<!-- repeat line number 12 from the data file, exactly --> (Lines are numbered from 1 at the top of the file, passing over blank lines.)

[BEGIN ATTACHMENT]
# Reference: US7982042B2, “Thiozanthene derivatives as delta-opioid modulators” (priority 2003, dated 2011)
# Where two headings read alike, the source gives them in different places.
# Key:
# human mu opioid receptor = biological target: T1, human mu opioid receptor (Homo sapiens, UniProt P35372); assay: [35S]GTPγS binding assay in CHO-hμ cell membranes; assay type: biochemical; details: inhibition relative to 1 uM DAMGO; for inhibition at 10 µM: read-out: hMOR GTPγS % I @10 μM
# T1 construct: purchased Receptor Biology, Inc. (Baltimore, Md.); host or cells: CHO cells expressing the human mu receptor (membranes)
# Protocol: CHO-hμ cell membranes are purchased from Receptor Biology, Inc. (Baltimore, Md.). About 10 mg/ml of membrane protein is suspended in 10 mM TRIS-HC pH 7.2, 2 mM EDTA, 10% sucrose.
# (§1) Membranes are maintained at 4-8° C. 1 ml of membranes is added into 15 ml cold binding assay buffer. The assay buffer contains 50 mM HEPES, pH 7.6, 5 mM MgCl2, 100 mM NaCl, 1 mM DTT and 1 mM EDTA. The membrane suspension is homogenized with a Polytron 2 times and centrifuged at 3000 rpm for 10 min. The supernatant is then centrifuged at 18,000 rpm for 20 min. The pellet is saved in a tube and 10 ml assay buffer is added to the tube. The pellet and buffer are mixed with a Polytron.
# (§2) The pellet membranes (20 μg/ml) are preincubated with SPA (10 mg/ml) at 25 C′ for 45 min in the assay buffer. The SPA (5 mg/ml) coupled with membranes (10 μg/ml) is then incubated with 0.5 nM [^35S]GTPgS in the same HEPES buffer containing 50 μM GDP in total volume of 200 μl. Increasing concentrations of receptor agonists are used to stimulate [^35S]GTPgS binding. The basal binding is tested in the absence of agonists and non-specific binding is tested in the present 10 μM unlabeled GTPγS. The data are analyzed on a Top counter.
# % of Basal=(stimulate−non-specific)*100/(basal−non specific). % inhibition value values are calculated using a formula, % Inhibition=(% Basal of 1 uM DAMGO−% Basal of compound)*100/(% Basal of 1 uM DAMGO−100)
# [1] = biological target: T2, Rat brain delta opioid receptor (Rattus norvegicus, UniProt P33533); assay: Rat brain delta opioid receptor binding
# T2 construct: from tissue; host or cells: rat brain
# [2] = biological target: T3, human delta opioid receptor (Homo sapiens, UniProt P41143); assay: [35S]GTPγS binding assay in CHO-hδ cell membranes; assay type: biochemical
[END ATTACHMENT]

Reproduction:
# [2] = biological target: T3, human delta opioid receptor (Homo sapiens, UniProt P41143); assay: [35S]GTPγS binding assay in CHO-hδ cell membranes; assay type: biochemical